Although the new Audi RS5 is lightning quick, some of its motions have a strangely synthetic touch. A competent and classy car, it delivers the goods in a rather cold and detached fashion. Like the new A8, the RS5 overwhelms the driver with modern conveniences and with optional behavioral manipulations. With Drive Select, one can now almost reach deep into the car¹s brain and tweak the flow of its neurotransmitters, which takes some getting used to and could even call for an attitude change not unlike the one we went through when the automotive industry introduced antilock brakes, traction control, and stability control, all of which evolved from potential incapacitators to indispensable saviors.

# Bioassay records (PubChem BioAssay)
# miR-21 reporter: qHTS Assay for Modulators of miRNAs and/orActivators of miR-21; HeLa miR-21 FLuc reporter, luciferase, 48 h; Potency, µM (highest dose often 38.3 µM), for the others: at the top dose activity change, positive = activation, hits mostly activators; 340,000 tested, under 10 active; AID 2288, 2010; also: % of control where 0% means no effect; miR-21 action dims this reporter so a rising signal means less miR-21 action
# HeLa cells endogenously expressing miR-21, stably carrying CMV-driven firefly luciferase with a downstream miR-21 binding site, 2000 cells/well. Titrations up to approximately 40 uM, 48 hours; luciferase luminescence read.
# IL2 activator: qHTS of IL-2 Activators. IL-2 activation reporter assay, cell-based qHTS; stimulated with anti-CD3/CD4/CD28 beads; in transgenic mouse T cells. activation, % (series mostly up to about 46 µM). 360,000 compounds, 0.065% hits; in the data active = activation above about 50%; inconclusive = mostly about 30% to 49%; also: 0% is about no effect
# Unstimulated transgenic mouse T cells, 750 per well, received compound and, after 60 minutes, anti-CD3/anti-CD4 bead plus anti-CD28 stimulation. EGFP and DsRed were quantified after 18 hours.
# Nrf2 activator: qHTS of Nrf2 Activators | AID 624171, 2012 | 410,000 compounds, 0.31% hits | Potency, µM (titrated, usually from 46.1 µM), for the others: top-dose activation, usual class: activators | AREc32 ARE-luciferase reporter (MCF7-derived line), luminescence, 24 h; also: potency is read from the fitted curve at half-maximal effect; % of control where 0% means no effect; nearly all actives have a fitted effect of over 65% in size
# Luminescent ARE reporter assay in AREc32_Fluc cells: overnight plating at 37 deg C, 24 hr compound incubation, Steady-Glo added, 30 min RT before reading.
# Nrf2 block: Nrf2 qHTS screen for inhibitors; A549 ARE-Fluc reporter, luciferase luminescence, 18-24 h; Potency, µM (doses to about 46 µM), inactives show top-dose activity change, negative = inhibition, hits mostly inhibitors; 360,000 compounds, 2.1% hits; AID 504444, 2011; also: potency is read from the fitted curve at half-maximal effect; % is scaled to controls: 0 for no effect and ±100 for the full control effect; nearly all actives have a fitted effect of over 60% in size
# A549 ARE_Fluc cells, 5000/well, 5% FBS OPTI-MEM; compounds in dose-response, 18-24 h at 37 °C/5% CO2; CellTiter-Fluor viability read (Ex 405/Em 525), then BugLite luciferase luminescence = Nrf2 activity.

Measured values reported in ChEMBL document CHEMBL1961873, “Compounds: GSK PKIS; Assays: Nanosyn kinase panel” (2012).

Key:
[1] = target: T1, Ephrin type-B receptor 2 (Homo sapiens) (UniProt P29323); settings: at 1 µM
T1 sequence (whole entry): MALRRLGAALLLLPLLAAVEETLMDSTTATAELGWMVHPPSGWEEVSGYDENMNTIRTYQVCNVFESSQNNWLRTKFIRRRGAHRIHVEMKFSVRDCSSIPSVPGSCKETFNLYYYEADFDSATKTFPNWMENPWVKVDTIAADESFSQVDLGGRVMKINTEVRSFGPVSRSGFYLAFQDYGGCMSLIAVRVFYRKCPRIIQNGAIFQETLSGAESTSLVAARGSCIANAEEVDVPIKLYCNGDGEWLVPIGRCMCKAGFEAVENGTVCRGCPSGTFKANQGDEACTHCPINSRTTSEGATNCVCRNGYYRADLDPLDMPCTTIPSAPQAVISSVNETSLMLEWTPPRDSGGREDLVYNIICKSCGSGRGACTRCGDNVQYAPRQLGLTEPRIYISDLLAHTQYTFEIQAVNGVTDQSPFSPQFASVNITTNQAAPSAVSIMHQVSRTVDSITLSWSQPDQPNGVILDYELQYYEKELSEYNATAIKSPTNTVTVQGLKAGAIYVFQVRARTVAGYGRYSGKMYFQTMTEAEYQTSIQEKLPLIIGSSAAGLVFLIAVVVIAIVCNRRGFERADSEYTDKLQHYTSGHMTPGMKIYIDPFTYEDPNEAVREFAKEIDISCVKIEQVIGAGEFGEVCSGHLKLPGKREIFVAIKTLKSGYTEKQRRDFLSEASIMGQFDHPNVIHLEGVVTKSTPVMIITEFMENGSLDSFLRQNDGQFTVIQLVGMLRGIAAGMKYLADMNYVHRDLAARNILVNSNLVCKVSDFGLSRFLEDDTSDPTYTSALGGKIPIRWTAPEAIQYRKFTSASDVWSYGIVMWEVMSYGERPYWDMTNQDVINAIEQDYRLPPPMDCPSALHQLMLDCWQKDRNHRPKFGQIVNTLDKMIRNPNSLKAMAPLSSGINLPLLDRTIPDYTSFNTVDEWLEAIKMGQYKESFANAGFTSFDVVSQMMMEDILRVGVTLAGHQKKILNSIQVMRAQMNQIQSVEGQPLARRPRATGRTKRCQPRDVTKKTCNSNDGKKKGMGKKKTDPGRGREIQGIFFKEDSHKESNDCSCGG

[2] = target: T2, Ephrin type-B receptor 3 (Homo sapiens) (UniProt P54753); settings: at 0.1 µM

In view of the Audi’s awesome on-paper form and the favorable driving conditions, we set off from Audi headquarters in Ingolstadt with the engine/exhaust, the transmission, and the sport differential in dynamic mode. In addition, we raised the stability control threshold with the sport program. Unless you use the paddleshifters or push the lever into the manual gate to prevent automatic upshifts, the driveline needs no further instruction to deliver exactly as expected. Throttle response is brisk and eager, and pickup at low revs is commendably energetic, but you still need to keep the V-8 revving within its 4000-to-6000-rpm sweet spot. With the transmission in auto and Drive Select in dynamic, the black box does most of the thinking for you, which could be a good thing, except that we often disagreed. After all, late upshifts and very early downshifts are a nuisance in town: at 30 mph, the cogs will decide to engage second gear, fiercely blipping the throttle in the process and firmly keeping the exhaust in that blat-blat hooligan setting. In dynamic mode on the open road, the transmission will try not to shift up to sixth or seventh gear, which sounds and feels fast but is not a particularly practical proposition. So after a couple of hours, it’s back to auto mode with a frown and a question: could it be that the Drive Select software is a touch too clever for the environment it must work in?